The Oregon Ducks passed the Texas Longhorns for the national lead in public college athletic department revenue in 2013-14, but don't expect that to last long, as the massive contributions from Nike founder and Oregon mega-booster Phil Knight contributed to the $196,030,398 taken in by the Ducks.
Texas finished second in revenue with $161,035,187 and the highest operating costs of any public college athletic department in spending $154,128,877, almost as much as third-place Michigan generated in total.
What pushed Oregon from the No. 29 spot in 2012-13 to the top spot last year?
The main factor was the donation of Oregon's $95 million athletics complex by Nike founder and UO alumnus Phil Knight. Oregon's athletics contributions add up to $124 million, an increase from $46 million in the previous fiscal year.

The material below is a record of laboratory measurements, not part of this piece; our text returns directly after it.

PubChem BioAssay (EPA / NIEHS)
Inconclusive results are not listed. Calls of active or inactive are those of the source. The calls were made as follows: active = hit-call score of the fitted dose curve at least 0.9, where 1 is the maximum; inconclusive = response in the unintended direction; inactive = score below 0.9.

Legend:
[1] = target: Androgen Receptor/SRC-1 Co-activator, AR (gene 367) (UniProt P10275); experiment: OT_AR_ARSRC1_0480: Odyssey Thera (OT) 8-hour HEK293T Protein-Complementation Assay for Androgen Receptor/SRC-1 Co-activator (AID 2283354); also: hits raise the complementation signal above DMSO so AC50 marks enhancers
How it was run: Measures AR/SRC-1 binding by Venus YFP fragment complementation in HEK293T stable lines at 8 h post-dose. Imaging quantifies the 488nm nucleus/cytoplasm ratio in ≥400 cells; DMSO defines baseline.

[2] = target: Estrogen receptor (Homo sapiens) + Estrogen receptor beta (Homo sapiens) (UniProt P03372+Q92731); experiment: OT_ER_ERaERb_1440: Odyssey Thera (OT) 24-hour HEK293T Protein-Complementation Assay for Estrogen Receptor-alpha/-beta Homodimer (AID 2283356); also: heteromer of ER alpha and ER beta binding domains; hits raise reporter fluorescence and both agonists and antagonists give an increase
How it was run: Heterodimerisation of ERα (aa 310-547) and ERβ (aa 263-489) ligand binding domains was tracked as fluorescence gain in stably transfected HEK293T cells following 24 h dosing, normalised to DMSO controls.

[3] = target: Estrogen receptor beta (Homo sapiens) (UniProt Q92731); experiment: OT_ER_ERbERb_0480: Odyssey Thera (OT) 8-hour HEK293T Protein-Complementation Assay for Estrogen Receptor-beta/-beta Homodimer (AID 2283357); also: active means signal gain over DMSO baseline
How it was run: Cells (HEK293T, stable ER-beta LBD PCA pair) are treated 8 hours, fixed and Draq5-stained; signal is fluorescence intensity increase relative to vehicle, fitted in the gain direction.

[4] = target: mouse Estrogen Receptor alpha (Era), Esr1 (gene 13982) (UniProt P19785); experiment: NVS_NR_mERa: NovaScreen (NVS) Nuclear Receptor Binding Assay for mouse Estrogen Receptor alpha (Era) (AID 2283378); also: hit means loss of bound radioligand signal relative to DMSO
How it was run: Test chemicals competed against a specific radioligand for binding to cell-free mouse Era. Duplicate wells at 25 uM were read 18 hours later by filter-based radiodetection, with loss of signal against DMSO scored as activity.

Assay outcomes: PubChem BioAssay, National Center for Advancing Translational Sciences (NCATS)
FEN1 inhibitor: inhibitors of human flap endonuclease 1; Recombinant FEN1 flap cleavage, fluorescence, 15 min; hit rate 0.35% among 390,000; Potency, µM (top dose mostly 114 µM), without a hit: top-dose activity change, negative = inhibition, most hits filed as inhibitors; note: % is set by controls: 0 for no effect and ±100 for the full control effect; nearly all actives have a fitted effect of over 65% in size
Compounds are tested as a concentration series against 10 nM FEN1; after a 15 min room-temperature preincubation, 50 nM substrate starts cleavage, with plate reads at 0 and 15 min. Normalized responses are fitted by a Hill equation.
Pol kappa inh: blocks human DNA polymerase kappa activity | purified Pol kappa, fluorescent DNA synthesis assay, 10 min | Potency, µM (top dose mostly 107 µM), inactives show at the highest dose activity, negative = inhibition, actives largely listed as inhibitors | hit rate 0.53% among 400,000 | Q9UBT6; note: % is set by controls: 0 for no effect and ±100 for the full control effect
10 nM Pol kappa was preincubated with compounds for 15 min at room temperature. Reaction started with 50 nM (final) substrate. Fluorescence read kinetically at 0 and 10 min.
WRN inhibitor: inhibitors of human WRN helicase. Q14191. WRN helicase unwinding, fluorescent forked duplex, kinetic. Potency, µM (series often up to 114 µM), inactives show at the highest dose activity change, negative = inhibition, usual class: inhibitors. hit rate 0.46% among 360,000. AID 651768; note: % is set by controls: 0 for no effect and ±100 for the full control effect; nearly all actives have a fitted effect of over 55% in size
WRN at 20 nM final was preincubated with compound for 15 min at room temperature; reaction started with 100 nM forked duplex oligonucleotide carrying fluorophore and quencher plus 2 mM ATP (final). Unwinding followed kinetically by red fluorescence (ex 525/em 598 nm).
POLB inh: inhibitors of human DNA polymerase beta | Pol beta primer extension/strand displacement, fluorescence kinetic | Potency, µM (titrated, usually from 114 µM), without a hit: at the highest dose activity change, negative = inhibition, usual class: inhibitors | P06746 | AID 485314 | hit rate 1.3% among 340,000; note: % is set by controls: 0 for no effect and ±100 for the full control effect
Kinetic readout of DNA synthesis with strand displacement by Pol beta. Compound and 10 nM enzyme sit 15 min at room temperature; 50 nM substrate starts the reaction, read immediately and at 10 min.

So the Ducks will probably drop back down into the mid-20s again next year, while the Longhorns will have fewer operating expenses as a result of not paying football buyouts for coaches (though the basketball buyouts will come into play). But Texas revenues also went down by nearly $4.7 million, partly a result of the continued decline in football ticket sales and other factors that are more difficult to assess.
With football ticket sales down once again in 2014, the 2014-15 financial numbers could also represent another drop from the 2013-14 revenues. Will that be enough for Michigan to close the gap of just more than $3 million? It's certainly possible, if not entirely likely.
Texas athletics director Steve Patterson hasn't quite been the hatchet man many expected in terms of making major changes in the department staff, but the next step is finding ways to reduce operating costs to keep the athletic department profitable amidst declining revenues. Having long-term solutions in place in the major sports should certainly help.